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Ethernet and Wireless Enable Manufacturing Internet of Things

The concept of an Internet of Things (IoT) has morphed from its origins in RFID to one that encompasses all networked devices, both within and external to a manufacturing operation. The push to adopt IoT in manufacturing coincides with a concurrent enabling trend toward use of industrial Ethernet and wireless network technologies within the production environment.

Chantal Polsonetti, vice president of the ARC Advisory Group
Chantal Polsonetti, vice president of the ARC Advisory Group

Along with intelligent sensors and machines, IoT encompasses cloud computing, analytics, Big Data, mobility and universal visualization. Improved business performance, production efficiency and asset optimization remain the core objectives for manufacturers to implement this technology.

In a manufacturing context, these objectives are achieved by gathering data locally from the myriad of sensors, devices, machines and other entities operating on the plant floor. This data is then made available globally via a cloud or similar infrastructure platform to all sanctioned parties for use in analytics, optimization, and a variety of other applications.

The push to adopt IoT in manufacturing coincides with a concurrent enabling trend toward use of industrial Ethernet and wireless network technologies within the production environment. These technologies not only offer incremental benefit over dedicated automation solutions in many applications, they also favorably position manufacturers to support the data transfer requirements inherent in IoT.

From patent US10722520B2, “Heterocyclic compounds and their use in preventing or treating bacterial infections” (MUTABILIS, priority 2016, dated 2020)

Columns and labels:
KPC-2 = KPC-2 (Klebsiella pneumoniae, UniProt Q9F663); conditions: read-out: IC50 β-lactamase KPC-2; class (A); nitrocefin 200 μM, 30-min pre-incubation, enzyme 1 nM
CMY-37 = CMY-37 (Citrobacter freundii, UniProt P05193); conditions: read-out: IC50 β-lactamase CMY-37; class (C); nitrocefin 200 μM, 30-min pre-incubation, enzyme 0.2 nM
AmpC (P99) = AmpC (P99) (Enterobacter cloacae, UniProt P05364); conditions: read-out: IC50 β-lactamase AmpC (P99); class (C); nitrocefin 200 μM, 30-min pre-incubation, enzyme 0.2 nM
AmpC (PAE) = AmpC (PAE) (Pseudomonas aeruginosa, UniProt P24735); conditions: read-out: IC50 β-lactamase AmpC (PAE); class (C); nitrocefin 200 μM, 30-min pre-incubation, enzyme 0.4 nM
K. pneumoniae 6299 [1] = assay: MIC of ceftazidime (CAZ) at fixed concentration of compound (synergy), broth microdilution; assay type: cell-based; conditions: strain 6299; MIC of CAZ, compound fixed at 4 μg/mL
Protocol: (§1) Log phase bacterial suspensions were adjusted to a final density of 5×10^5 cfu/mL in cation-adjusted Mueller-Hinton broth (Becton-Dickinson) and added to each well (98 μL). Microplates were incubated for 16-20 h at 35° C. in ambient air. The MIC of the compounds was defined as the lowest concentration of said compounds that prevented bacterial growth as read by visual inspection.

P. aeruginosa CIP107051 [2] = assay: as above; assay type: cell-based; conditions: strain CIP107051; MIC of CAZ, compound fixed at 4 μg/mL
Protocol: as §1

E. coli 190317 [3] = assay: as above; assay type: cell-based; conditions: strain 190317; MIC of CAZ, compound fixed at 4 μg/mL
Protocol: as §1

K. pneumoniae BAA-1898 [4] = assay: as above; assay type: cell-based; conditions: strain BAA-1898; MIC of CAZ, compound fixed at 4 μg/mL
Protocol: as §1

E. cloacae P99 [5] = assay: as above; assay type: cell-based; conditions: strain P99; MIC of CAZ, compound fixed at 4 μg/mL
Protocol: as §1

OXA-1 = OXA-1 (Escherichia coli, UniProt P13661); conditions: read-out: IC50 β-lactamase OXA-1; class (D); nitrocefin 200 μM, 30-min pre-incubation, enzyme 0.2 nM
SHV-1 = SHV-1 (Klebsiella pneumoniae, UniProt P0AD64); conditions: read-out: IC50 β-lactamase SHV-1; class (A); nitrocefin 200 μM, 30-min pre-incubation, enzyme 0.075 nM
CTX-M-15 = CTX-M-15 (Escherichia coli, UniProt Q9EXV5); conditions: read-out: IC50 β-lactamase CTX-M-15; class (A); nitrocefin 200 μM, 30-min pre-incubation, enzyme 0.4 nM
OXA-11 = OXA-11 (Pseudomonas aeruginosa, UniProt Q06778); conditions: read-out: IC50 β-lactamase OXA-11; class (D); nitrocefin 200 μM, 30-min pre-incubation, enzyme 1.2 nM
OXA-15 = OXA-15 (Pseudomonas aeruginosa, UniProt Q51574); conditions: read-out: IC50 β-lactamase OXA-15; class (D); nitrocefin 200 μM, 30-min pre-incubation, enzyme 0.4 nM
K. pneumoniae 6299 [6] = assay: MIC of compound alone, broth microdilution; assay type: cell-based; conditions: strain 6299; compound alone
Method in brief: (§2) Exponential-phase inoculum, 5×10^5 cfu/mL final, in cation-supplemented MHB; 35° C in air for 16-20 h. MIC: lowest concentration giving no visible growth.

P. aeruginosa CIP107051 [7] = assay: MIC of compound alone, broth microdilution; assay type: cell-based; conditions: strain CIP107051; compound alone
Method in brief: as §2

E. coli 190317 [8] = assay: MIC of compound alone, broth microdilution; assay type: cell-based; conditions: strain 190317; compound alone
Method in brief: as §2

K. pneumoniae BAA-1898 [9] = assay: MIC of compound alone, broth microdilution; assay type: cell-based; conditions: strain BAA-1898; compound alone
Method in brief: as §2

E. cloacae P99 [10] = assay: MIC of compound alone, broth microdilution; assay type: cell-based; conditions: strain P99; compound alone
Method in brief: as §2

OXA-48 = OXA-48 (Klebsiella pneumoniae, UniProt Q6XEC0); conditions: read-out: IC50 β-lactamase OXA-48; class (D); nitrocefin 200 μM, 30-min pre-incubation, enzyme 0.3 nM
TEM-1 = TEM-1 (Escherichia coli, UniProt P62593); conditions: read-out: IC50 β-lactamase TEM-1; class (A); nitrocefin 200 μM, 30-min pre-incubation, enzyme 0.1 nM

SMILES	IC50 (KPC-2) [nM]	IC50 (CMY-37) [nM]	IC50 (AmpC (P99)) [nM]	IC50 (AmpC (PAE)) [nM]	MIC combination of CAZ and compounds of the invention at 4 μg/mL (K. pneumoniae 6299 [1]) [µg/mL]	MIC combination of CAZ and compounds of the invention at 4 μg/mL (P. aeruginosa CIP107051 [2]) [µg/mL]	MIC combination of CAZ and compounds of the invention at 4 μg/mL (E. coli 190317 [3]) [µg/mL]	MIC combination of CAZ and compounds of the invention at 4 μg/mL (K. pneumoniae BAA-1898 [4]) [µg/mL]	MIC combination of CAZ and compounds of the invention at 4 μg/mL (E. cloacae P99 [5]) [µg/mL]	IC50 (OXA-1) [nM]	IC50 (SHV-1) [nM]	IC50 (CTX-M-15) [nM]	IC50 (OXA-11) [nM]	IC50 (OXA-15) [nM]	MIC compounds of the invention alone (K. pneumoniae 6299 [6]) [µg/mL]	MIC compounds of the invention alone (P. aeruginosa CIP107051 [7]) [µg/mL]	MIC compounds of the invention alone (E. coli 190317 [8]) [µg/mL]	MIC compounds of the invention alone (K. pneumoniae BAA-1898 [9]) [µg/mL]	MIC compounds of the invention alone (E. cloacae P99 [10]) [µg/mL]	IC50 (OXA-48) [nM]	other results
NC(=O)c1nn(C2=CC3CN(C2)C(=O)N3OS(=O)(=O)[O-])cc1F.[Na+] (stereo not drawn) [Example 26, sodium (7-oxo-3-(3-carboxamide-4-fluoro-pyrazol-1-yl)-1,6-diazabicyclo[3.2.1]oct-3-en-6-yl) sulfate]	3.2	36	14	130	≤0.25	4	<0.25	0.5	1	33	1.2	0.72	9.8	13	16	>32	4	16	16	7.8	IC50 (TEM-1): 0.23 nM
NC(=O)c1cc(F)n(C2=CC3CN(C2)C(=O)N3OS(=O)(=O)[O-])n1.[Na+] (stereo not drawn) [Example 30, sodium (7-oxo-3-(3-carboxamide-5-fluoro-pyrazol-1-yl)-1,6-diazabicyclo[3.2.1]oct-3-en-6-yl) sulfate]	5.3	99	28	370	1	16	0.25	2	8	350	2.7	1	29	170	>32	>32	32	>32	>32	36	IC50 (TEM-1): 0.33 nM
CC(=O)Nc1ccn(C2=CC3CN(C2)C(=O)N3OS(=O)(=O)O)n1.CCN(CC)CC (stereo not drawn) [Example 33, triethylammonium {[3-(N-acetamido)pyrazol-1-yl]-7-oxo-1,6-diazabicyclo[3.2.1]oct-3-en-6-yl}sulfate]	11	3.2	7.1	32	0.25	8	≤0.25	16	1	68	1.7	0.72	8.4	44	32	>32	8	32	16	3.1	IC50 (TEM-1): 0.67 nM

On the plant floor
Industrial Ethernet networks have sustained a continued downward march in the industrial automation hierarchy. Originally viewed primarily as an IT technology best suited for enterprise-level applications, Ethernet’s potential to provide a single network technology for use in vertical and horizontal integration throughout the enterprise, plus its improved industrial performance, make it increasingly popular. The network is now a staple at the control level of the automation hierarchy, with most suppliers offering an Ethernet-based control backbone. Numerous I/O and device-level products are also available.

Both manufacturing engineers and their IT counterparts now have years of experience with the IEEE 802.11 Wi-Fi wireless standard. Most manufacturers have already established best practices for its usage in their facilities. These COTS-based wireless networks are widely used throughout production operations and the digital oilfield, whether to support mobile devices, in-plant material handling, location tracking, safety, compliance, or multiple other uses.

Manufacturers already recognize the incremental advantages these networks provide compared with dedicated automation networks, particularly for data delivery. Ethernet and wireless both offer bandwidth greater than most dedicated automation networks and largely rely on established standardization organizations and a large supplier base for continued development. Ethernet in particular has shown its ability to reliably deliver the right data to the right place at the right time, while manufacturers broadly apply cable-free wireless instrumentation to address business challenges ranging from improved process performance, reliability and efficiency to conformance with government mandates.